THE GOVERNMENT of St Vincent and the Grenadines (SVG) is making efforts to protect the shorelines from further erosion as well as mitigate the effects of climate change.
On Friday, September 9 there was the official opening ceremony for the coastal defence works in San Souci and Georgetown which are components of the Regional Disaster Vulnerability Reduction Project,funded by the World Bank.
Giving an overview of the project Programme Manager, CDB Natural Disaster Management Projects, Cecil Harris noted that “Coastal defence jobs in any part of the world, is an extremely expensive endeavour.”
He explained that in St Vincent and the Grenadines the cost of such work is between $10 and $20 thousand dollars per foot.
Harris said the feasibility study which was done for the Georgetown component of the project showed that the shoreline had receded by more than 60 metres in 40 years.
Harris said that “given the aggressive rate of erosion,” the sea defence works were necessary.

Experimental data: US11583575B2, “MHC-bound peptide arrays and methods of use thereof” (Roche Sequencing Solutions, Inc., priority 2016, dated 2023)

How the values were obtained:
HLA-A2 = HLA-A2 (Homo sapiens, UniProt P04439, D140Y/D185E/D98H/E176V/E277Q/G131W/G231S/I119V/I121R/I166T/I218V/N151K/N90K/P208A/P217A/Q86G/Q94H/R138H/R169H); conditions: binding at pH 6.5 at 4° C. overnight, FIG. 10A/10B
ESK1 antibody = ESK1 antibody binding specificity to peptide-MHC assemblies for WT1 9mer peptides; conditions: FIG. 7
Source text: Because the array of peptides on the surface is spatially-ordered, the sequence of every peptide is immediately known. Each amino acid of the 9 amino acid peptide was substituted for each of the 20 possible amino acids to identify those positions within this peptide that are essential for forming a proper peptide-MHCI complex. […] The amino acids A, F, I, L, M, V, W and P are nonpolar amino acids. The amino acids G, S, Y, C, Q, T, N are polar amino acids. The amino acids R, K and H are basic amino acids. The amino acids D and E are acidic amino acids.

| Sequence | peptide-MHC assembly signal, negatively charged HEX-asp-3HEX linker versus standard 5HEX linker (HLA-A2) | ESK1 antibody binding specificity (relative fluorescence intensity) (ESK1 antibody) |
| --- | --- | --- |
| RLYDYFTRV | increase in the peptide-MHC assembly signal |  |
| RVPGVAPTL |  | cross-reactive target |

He added that they wanted to create an area for swimming in Georgetown, but the cost of this was just prohibitive.
Harris explained that the sea defence works in San Souci and Georgetown were designed to cater for hurricane waves, with a 1 in 150 year return period.
The designs also cater for a ten inch rise in the sea level.
The work at Caratal in Georgetown was done at the cost of $26 million.
Works began in January, 2020 and were completed by November 2021.
The work at San Souci was done by Kelectric Company, while the works in Brownstown and Caratal were done by OB Sadoo Engineering Services Ltd of St Lucia.
In his address at Friday’s ceremony, Owen Bradley Sadoo, owner of the firm said in excess of 150 Vincentians were employed during the construction of the project.
Sea defence works will also be done in Sandy Bay, Dark View, Rose Bank, Arnos Vale along the approach to the decommissioned E.T Joshua airport, as well as Villa, Calliaqua and Kingstown.